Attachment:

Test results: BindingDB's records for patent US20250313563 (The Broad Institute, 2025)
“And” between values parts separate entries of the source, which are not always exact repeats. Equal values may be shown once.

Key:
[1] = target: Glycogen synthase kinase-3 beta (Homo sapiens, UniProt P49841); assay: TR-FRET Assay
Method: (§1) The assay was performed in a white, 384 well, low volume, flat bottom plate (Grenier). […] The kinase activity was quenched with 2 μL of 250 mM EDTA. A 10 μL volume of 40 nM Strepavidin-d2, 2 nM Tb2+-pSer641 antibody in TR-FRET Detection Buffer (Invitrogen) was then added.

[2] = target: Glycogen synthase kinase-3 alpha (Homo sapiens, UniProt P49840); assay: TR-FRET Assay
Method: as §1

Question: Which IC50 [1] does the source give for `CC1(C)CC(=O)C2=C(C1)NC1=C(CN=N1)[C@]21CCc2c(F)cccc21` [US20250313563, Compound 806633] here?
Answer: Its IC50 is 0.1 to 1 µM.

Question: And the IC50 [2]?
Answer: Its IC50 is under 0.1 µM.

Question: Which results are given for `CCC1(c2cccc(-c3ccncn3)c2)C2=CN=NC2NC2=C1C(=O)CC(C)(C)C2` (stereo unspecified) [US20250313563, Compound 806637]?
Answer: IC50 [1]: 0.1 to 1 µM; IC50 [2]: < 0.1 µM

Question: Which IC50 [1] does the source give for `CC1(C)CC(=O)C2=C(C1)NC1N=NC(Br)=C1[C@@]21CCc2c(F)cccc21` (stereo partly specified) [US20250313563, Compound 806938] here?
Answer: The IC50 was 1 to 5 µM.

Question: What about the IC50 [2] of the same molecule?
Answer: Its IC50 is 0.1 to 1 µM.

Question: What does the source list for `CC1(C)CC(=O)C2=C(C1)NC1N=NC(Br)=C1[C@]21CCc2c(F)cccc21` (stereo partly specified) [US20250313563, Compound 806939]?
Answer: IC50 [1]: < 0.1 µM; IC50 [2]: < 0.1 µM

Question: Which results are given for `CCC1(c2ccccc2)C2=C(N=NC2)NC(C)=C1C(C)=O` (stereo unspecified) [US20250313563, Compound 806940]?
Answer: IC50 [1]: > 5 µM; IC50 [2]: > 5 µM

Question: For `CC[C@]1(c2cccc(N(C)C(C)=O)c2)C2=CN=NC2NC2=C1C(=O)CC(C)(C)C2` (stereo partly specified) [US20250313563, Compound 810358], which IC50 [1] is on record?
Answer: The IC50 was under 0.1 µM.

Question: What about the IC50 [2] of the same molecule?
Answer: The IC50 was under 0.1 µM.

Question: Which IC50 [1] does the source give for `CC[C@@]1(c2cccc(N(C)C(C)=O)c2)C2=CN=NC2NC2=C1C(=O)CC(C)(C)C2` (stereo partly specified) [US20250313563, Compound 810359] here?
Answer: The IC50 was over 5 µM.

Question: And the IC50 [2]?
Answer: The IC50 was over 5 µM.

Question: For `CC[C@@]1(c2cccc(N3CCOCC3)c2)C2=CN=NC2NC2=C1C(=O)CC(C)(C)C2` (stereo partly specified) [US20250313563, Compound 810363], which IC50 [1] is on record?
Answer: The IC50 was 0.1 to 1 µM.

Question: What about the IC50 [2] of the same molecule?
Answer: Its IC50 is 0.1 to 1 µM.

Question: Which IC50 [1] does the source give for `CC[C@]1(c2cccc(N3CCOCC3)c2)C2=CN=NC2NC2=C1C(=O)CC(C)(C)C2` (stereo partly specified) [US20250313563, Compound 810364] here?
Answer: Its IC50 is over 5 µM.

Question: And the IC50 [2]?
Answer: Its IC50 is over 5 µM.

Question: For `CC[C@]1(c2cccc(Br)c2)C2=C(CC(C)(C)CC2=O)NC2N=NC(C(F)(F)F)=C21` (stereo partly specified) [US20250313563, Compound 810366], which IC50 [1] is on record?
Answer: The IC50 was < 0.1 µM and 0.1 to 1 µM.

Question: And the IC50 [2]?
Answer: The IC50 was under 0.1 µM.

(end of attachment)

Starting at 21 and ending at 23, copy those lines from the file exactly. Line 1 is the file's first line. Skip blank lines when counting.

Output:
Answer: IC50 [1]: > 5 µM; IC50 [2]: > 5 µM

Question: For `CC[C@]1(c2cccc(N(C)C(C)=O)c2)C2=CN=NC2NC2=C1C(=O)CC(C)(C)C2` (stereo partly specified) [US20250313563, Compound 810358], which IC50 [1] is on record?
Answer: The IC50 was under 0.1 µM.